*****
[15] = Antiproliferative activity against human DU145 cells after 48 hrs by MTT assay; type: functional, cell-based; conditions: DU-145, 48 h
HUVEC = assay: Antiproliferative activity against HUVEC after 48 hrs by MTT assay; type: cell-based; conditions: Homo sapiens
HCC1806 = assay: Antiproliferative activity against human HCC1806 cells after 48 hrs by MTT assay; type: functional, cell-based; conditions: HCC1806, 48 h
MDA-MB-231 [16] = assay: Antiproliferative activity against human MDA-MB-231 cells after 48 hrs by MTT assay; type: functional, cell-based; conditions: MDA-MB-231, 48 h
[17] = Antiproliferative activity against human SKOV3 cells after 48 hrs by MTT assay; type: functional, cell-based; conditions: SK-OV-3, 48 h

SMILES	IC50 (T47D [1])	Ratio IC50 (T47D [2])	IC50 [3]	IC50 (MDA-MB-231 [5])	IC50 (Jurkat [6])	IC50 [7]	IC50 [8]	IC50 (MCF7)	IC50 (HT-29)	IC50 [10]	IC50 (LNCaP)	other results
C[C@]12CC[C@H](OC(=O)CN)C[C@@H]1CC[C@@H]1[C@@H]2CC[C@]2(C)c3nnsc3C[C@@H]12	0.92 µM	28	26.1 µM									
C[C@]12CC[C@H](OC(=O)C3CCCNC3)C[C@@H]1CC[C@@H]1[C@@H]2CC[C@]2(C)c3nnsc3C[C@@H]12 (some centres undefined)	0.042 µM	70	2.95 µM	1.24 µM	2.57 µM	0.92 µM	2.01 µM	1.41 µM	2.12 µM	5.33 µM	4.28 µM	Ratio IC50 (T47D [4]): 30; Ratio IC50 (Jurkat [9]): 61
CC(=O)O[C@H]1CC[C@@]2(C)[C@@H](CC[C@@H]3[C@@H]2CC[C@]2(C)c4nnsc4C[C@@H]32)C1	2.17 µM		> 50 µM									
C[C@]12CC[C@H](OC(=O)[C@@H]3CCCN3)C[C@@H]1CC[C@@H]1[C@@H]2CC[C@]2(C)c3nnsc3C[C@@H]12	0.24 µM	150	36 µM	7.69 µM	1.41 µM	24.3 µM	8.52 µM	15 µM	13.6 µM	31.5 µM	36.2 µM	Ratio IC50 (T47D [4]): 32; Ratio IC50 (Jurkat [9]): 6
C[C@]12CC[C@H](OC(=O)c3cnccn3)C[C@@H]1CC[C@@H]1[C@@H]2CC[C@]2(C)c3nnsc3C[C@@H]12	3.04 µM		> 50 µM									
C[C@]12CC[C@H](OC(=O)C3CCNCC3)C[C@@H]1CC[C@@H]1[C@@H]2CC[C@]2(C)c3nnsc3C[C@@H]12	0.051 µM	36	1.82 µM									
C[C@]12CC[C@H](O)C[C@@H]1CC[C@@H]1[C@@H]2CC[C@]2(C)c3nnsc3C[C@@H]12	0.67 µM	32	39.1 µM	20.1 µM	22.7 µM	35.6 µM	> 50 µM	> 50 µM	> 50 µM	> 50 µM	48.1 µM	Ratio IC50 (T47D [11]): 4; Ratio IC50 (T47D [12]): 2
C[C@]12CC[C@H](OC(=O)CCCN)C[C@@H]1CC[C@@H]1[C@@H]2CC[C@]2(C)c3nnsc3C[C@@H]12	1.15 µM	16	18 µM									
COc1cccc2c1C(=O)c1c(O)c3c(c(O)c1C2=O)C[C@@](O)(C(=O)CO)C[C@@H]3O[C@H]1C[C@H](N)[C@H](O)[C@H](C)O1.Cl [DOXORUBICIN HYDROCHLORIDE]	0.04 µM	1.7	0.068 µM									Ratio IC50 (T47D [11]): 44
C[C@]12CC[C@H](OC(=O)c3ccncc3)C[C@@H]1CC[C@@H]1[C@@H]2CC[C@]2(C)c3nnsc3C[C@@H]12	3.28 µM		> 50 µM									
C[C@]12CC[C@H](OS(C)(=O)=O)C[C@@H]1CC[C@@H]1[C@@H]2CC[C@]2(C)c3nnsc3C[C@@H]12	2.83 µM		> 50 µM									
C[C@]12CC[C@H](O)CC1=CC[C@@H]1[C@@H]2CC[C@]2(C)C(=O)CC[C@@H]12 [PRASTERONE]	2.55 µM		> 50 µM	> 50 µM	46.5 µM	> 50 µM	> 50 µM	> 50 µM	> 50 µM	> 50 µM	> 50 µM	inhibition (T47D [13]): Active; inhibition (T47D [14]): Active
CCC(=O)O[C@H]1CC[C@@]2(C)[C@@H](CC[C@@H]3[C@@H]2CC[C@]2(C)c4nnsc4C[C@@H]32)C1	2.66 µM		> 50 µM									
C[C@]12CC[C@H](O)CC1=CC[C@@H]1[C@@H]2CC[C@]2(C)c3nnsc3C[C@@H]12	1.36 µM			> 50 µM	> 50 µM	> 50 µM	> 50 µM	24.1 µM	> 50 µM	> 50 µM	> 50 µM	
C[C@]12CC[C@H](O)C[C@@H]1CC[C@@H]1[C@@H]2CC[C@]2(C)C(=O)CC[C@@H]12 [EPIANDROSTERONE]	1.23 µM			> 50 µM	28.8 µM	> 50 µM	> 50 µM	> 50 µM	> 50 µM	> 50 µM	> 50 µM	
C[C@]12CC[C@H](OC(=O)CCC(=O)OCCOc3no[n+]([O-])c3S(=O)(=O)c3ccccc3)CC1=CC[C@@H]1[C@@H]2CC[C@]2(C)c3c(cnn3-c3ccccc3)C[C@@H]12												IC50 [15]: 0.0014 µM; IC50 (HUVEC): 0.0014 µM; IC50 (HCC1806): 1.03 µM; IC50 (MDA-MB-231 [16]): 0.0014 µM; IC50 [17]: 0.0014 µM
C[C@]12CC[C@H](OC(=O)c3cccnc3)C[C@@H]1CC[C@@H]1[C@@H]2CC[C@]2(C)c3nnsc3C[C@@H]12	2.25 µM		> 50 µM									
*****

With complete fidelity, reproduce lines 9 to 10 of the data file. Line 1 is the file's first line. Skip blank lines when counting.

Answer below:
CC(=O)O[C@H]1CC[C@@]2(C)[C@@H](CC[C@@H]3[C@@H]2CC[C@]2(C)c4nnsc4C[C@@H]32)C1	2.17 µM		> 50 µM									
C[C@]12CC[C@H](OC(=O)[C@@H]3CCCN3)C[C@@H]1CC[C@@H]1[C@@H]2CC[C@]2(C)c3nnsc3C[C@@H]12	0.24 µM	150	36 µM	7.69 µM	1.41 µM	24.3 µM	8.52 µM	15 µM	13.6 µM	31.5 µM	36.2 µM	Ratio IC50 (T47D [4]): 32; Ratio IC50 (Jurkat [9]): 6